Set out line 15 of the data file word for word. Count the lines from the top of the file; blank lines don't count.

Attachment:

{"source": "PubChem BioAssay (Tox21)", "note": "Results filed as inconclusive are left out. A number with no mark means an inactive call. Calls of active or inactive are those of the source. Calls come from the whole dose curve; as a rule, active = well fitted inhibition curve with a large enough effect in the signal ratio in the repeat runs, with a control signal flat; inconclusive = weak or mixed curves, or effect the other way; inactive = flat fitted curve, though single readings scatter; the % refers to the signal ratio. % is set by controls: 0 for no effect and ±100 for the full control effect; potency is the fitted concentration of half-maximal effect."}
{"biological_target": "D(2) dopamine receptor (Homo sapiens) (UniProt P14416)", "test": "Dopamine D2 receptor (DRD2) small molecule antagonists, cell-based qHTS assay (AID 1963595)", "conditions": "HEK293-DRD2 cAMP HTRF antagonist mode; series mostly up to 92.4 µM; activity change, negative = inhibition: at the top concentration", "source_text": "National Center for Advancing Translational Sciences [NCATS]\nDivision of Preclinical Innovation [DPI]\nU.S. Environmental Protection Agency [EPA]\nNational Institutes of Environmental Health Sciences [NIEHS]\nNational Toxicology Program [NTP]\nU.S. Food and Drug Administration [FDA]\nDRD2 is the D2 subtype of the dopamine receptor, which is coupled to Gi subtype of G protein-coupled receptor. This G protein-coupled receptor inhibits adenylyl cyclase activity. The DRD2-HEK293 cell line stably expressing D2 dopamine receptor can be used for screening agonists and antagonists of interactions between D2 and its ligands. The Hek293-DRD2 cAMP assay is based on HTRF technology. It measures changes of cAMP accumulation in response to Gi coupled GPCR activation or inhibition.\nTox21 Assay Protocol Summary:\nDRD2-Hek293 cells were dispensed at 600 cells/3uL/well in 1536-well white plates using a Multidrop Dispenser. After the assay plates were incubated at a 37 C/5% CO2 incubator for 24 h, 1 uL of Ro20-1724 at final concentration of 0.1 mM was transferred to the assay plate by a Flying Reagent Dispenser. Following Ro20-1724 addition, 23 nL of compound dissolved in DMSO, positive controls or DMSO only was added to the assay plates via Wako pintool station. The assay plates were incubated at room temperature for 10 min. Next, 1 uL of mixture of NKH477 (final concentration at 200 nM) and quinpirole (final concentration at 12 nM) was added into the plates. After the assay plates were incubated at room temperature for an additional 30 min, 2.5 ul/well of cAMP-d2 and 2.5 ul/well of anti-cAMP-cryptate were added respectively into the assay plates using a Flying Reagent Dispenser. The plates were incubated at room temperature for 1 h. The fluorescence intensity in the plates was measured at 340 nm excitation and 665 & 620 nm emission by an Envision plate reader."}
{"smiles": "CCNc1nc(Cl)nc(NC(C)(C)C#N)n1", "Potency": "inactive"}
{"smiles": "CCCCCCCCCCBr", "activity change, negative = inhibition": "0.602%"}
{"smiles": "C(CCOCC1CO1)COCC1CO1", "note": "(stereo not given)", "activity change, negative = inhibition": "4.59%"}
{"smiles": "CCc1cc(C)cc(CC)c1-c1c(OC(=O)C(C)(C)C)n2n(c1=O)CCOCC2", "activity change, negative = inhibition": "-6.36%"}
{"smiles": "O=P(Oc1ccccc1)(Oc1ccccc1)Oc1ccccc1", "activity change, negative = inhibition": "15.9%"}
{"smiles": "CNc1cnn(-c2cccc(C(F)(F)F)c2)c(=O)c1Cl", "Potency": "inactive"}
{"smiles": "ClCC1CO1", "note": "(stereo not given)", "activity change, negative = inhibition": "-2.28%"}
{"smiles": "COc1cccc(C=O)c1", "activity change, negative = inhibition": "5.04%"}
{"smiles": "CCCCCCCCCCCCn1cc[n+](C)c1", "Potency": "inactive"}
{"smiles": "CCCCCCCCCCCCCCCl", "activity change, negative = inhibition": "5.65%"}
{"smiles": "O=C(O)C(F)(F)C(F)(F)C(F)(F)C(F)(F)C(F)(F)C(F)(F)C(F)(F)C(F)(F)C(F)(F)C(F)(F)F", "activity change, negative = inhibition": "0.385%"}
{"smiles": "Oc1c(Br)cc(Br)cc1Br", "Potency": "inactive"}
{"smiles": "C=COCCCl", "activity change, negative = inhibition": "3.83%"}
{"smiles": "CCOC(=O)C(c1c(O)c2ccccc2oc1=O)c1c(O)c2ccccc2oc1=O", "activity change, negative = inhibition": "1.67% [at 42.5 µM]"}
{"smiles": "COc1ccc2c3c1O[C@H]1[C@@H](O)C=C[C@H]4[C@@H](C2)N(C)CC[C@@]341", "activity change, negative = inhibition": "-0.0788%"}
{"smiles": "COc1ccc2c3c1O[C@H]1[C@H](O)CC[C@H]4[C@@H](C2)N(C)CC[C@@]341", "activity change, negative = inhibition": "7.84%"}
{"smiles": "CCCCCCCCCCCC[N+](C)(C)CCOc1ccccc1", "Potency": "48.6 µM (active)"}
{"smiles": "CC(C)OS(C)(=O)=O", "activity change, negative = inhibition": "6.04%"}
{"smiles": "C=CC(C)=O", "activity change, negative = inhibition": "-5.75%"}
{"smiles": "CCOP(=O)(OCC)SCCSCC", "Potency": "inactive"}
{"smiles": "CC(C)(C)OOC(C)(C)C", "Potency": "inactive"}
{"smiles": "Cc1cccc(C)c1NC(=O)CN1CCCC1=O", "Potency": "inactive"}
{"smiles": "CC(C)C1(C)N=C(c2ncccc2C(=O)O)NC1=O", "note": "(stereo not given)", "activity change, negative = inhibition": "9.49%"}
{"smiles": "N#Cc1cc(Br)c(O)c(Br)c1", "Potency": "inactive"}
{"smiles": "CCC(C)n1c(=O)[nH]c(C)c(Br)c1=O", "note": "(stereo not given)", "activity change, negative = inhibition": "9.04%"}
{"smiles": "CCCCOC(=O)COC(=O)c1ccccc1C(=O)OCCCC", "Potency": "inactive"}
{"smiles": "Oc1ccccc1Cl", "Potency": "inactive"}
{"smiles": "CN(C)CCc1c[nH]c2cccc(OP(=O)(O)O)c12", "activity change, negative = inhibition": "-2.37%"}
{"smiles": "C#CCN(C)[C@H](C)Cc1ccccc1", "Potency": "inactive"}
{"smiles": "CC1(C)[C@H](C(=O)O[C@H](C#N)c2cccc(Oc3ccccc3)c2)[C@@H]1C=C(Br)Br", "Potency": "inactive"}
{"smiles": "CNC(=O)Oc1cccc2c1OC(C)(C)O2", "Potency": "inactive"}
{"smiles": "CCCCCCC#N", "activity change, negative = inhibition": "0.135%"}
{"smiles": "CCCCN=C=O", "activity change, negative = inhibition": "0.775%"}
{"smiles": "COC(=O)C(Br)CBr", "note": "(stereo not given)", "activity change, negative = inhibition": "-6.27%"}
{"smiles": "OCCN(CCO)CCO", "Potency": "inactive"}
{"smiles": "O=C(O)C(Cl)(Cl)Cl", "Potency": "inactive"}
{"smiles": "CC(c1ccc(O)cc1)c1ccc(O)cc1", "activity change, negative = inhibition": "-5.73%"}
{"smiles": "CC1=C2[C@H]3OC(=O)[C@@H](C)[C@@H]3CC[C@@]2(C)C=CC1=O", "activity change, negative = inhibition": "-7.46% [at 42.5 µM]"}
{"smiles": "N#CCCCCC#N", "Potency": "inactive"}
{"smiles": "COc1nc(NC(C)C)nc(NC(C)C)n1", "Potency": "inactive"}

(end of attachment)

{"smiles": "C=COCCCl", "activity change, negative = inhibition": "3.83%"}